Broadcasting sends a datagram that all hosts on the attached subnet receive. The disadvantage in broadcasting is that every host on the subnet must process the datagram, up through the UDP layer in the case of a UDP datagram, even if the host is not participating in the application. For high data rate applications, such as audio or video, this can place an excessive processing load on these hosts. We will see in the next chapter that multicasting solves this problem because only the hosts that are interested in the application receive the datagram.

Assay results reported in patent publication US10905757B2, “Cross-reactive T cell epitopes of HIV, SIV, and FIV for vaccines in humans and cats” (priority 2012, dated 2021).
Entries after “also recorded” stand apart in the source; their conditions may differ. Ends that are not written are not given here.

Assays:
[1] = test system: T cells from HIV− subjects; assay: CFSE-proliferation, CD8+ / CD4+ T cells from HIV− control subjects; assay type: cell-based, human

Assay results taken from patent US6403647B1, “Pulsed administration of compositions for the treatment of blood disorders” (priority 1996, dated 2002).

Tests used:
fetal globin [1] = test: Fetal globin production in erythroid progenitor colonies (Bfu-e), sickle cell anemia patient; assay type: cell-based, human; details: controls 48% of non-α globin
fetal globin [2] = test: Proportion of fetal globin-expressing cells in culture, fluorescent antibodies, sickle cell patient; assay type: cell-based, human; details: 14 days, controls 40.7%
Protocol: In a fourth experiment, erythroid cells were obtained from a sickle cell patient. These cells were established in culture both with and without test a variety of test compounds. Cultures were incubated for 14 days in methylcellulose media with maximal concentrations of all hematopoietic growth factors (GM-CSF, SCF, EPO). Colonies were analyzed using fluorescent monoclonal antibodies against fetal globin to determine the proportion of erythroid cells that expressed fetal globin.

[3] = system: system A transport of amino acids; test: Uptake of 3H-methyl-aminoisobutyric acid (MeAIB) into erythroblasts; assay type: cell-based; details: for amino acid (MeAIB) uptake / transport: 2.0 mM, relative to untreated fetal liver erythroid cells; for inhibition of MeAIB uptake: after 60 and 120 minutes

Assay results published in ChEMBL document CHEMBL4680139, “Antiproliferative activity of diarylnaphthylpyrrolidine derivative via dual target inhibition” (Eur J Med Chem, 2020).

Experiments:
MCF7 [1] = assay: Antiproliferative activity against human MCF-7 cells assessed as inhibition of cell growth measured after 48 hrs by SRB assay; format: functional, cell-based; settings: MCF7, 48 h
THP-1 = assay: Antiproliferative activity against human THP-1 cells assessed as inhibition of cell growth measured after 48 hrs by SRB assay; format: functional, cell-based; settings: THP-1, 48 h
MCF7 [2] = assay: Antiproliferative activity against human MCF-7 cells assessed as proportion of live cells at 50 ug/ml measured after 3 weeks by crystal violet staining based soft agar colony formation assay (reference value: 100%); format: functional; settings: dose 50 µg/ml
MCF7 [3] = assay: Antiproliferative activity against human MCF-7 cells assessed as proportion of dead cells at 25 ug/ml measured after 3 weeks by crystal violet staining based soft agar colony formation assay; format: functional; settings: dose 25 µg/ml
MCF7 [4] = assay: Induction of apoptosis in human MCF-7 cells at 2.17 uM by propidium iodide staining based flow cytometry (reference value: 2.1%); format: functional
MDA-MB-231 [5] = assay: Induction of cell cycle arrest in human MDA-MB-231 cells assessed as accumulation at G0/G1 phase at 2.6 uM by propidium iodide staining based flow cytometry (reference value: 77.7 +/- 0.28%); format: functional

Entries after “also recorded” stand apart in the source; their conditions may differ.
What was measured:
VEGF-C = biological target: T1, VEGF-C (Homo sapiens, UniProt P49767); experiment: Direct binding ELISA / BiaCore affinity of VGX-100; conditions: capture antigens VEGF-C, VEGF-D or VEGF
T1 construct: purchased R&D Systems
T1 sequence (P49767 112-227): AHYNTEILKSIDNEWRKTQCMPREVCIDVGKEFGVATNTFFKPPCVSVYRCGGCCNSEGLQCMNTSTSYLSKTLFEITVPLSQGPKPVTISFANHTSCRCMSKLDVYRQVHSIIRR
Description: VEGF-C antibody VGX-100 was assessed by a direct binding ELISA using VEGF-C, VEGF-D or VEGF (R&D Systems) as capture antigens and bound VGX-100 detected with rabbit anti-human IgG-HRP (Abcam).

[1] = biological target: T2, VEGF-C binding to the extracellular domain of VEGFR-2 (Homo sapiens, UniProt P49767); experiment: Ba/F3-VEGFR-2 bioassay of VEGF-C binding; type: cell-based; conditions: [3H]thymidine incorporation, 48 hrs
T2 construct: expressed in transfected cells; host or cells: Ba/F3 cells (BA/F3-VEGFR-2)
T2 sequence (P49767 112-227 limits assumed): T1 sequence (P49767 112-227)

Using a version of our UDP echo client that sends a broadcast to the daytime server and then prints all the replies that are received within five seconds, we looked at race conditions with the SIGALRM signal. Since the use of the alarm function and the SIGALRM signal is a common way to place a timeout on a read operation, this subtle error is common in networking applications. We showed one incorrect way to solve the problem, and three correct ways: